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The High Protein Myth
 
By Staff
Date: 10/13/2009
The High Protein Myth
 

The High Protein Myth
How does a high protein diet measure up providing energy for exercise...

By James Stevens & Ainslie MacEachran

Well, by now many of us are somewhat, if not intimately, familiar with the high protein, low carb diet. For some, this method of diet control works. For others, it’s a myth and nothing more. Adjustments can be made, however, to make this method athlete/training friendly. Additionally, once you have a basic understanding of how your body utilizes food for exercise, you can tailor it to fit your needs.

To begin, let’s discuss what your body uses for fuel when you exercise. To simplify or make this something most people can identify with, let’s put it in different terms. When you build a car, what do you use to build it? Primarily steel. And what do you used to fuel it? Gas.

As it applies to the human body, protein is what you use to build muscle. However, it makes for a lousy and highly inefficient fuel source. Carbohydrates rather are what you would use to fuel your “car.” It burns at a fairly stable rate and makes sure the “vehicle” runs optimally.

The popular conception is that carbohydrates are evil and more easily turned into fat in the body. And, in excessive amounts, this is partly true. But, a high protein, low carb diet doesn’t allow for much fuel for exercise or, really, life in general. The diet was originally conceived of as a way for sedentary Americans to lose weight. Although when you’re exercising in the absence of carbohydrates, the next most readily available fuel is unfortunately precious muscle tissue.

We tell most of our clients two things:
1) carbs have a “protein-sparing” effect and
2) that fat burns in the flame of carbohydrate and that, if for no other reason, you need carbs to jump-start the fat furnace.

The problem with this is just that. Most Americans live, to varying degrees, a sedentary lifestyle. The lack of exercise makes it so you have to limit your calories (i.e.: low carbohydrate intake and moderate to high protein consumption.) It really is a simple equation: calories in, calories out. That is, what you eat versus what your caloric expenditure is.

Now, as mentioned at the top of this article, adjustments can be made to make the high protein diet work for exercise. Protein, by itself, is a highly inefficient fuel source. Your body uses a process call gluconeogenesis to take protein and turn it into a usable fuel source. This is literally like alchemy. You’re asking your body to take protein, and thru an extremely complicated and energy costly process, to create glucose.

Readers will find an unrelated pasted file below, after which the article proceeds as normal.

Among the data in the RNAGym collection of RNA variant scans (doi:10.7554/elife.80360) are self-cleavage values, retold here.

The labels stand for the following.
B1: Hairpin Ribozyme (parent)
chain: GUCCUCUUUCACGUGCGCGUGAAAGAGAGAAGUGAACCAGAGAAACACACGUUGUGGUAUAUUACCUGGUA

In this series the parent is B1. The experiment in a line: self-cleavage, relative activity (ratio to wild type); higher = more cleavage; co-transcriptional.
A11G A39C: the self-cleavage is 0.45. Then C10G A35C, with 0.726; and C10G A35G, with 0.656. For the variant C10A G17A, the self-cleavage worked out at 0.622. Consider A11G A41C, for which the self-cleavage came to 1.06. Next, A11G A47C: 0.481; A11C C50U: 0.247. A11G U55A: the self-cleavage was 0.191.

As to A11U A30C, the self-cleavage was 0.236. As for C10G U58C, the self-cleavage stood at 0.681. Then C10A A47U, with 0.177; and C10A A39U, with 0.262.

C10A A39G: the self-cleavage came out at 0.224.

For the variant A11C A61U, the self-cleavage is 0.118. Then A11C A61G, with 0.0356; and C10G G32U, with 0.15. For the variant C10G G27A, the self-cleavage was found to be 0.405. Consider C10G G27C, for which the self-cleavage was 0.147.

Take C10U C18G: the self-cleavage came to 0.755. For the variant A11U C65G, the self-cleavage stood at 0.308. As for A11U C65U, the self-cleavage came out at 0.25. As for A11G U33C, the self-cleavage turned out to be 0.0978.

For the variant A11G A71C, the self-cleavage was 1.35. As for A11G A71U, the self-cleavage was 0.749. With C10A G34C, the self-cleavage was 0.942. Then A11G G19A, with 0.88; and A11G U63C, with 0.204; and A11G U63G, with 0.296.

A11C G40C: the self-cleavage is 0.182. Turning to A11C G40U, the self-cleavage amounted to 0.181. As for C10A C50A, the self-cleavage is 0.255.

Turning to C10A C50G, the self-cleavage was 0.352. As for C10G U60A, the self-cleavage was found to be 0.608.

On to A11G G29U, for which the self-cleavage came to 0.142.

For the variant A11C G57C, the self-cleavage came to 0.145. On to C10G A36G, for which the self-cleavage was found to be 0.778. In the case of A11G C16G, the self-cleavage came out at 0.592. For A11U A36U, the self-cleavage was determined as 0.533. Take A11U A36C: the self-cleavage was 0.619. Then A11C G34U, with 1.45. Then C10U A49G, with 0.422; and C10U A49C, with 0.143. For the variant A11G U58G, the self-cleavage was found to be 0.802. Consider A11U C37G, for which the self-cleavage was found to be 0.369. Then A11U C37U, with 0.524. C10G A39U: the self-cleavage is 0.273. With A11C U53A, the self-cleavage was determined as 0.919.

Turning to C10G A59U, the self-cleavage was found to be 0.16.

To make resources more available for exercise, strategically providing carbs will go a long way towards a: achieving your goal of a) having energy for exercise and b) controlling caloric intake.

When we say strategically, what we’re driving at is timing carbohydrate consumption around exercise and recovery. If you consume carbs in advance of exercise rationed out over several meals instead of “stockpiled” into just one, then you have the appropriate fuel on board to create a workout of a reasonably high intensity and duration. Secondly, consuming a carbohydrate/protein mix after exercise will help to facilitate refueling at the cellular level and building or rebuilding muscle.

An additional nutritional tweak that can be made is to eat a balanced meal of carbs and protein at breakfast, traditionally a carbohydrate-dense meal. This acts to jumpstart your fat furnace in the morning and provides carbohydrates not only for today but, for tomorrow’s training too.

While there are some merits to bumping your protein intake and lowering your carbohydrate intake for the sedentary population, if you’re involved in an exercise program, adding appropriate fuel sources to your diet at strategic times will go a long way towards boosting your athletic performance while at the same time controlling caloric intake.

James Stevens has a Masters in Nutrition, is a Registered Dietician and teaches nutrition at Metro State College in Denver CO. He works with athletes to tailor your diet to suit your lifestyle starting with not eating a whole sleeve of cookies because you can.

Ainslie MacEachran is a premier level coach with Colorado Premier Training and also the owner of Orchards Athletic Club in Loveland, CO. He has been riding and racing bikes for 25yrs.

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